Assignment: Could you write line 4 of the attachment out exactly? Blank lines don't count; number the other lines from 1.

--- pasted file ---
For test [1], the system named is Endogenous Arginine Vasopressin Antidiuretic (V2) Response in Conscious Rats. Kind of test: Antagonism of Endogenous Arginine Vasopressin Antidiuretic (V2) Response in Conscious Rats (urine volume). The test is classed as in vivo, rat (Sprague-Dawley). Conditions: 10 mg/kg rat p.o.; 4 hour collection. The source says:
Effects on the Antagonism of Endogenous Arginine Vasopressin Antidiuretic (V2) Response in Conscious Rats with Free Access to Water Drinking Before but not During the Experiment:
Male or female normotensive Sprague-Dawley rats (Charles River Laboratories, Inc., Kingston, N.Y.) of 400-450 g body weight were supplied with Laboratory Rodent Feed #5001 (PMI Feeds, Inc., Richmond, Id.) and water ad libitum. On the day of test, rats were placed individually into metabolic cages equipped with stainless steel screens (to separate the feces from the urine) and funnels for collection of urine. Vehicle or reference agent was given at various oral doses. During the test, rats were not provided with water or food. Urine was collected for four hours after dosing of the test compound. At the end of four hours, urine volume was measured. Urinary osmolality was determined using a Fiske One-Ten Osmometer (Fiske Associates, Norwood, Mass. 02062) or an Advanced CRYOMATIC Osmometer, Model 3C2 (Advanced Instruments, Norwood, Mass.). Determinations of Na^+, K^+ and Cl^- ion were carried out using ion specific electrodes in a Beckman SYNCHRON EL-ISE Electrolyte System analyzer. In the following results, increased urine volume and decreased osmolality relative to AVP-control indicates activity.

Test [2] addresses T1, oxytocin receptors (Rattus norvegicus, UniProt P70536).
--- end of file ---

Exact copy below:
Test [2] addresses T1, oxytocin receptors (Rattus norvegicus, UniProt P70536).